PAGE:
“Well, that’s not difficult Baba”. Anweshan remarked with his eyes gazing at me but with a smirk. “Let me be a father to you for some time and you will have that someone that you wish to see in me! But the condition is, let’s make a trip, only you and me during this summer vacation to the city of renunciation to rejoice and re-discover the the city of temples, Varanasi”.

He actually meant a revisit to our relationship to evolve stronger in our bond.

We are making the trip this month, to come back as the best of buddies!

Tuesday, May 31, 2016

Raising you Boy, to be a Man!

In five months from now, he turns to be an adult, officially!

I discovered my parenthood with his birth and named him Anweshan. It was such an amazing feeling looking at him, squirming in the hands of the obstetrician when the Doctor called for his father. The day was 29th of November, 1998 at 5.08 pm (Sunday). While, there were a handful of people around me, immersed in their own merriment, I was immobile with an overwhelming feeling of the obvious, the duty to raise a child, the responsibility to groom him to be self reliant and successful and the pride unbound, of having procreated a progeny to perpetuate.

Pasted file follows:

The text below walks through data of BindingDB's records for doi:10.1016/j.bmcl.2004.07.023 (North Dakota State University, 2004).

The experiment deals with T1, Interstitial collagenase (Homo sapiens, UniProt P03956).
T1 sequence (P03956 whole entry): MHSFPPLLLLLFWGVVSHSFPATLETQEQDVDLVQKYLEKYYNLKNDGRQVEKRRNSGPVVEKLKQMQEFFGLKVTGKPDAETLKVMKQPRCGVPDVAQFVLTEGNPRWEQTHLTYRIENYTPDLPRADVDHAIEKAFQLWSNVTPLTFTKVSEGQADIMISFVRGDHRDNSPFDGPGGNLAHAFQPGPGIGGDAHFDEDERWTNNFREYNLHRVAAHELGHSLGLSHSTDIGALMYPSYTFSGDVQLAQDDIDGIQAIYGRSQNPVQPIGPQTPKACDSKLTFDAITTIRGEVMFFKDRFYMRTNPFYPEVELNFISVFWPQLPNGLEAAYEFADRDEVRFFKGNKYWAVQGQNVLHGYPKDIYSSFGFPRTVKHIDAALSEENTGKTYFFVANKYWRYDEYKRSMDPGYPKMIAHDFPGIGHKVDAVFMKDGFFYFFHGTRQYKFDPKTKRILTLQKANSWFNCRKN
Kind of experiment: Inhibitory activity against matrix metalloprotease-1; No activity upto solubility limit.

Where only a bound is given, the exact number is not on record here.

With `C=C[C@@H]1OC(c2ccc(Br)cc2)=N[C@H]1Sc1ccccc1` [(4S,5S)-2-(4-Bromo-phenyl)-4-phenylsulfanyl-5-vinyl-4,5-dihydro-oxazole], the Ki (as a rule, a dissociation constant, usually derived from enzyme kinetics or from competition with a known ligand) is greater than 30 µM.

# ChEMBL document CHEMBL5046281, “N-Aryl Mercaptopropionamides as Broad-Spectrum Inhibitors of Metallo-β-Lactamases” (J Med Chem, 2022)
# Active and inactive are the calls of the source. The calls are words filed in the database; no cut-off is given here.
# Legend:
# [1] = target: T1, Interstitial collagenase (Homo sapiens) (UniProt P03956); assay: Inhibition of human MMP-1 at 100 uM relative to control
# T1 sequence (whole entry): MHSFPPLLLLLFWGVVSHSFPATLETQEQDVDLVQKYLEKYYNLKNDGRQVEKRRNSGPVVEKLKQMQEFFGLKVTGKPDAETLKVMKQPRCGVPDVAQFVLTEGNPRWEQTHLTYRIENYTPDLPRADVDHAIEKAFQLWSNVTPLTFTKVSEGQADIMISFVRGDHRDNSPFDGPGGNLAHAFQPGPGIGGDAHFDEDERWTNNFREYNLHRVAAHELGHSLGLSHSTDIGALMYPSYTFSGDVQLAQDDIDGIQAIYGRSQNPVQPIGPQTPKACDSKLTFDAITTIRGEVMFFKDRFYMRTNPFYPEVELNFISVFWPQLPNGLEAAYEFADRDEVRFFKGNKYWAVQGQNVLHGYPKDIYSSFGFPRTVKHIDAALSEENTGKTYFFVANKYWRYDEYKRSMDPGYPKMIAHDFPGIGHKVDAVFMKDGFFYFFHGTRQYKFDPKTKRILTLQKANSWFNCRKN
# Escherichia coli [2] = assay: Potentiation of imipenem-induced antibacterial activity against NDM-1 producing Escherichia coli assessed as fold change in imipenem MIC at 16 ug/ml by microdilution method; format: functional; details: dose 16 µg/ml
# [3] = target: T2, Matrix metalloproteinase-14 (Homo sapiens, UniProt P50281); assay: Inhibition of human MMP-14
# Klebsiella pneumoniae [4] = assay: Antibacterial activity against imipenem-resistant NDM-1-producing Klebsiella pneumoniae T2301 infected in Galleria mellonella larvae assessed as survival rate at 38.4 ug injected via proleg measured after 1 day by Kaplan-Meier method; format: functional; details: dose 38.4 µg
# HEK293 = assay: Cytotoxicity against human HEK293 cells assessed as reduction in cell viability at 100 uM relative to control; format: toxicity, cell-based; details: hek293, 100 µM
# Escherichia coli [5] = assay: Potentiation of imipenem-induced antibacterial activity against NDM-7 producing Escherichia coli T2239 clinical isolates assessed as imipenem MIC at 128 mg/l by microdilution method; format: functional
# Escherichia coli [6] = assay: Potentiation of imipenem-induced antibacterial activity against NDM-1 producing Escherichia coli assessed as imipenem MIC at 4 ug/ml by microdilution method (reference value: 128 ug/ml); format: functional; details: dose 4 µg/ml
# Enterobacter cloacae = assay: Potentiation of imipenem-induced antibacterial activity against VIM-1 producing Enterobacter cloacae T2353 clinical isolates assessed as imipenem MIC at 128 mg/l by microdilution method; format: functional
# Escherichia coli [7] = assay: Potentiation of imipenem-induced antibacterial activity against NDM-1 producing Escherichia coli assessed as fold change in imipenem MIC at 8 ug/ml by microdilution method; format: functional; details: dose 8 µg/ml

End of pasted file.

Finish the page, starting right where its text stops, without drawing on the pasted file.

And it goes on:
The raising of my son was fraught with my own limitations. When look at those days today, the priority was to create sanity out of limitless expectations from all those folks, who would eventually matter only at the social occasions. Their omnipresence would have been missed if they did not pin point the presence of the obvious, called a tradition. Anything that remained unqualified to be considered a newly blessed parents’ wish, to be admonished and disapproved as ‘Nyakami’. (Feigning ignorance)